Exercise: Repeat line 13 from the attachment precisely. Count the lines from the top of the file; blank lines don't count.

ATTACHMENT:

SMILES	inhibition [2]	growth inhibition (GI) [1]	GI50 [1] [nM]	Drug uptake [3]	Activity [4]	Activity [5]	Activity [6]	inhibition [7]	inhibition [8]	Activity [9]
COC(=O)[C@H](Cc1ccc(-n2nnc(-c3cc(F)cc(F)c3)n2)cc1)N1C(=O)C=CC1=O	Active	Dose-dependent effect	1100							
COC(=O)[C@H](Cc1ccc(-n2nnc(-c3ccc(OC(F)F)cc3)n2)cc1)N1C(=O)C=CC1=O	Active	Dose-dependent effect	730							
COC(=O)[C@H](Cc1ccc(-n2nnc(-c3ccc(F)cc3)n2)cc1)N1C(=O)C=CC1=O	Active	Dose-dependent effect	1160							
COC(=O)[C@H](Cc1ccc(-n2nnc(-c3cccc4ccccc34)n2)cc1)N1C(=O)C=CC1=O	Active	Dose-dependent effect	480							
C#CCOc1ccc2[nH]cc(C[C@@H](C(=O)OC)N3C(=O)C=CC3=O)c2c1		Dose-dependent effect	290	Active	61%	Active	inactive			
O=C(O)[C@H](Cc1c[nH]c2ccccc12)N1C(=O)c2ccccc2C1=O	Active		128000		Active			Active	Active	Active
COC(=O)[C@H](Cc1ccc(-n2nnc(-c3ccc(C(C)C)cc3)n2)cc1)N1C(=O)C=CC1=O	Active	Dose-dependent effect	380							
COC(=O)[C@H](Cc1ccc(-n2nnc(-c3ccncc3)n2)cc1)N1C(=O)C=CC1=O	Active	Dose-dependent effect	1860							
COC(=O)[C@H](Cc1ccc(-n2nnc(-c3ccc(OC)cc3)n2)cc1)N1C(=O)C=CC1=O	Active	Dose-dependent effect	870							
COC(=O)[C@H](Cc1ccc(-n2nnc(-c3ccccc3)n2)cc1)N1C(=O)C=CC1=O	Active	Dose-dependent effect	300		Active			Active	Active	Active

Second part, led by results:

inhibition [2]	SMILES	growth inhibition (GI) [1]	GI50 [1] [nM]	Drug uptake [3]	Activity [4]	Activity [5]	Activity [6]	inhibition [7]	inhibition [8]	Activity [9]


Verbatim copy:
inhibition [2]	SMILES	growth inhibition (GI) [1]	GI50 [1] [nM]	Drug uptake [3]	Activity [4]	Activity [5]	Activity [6]	inhibition [7]	inhibition [8]	Activity [9]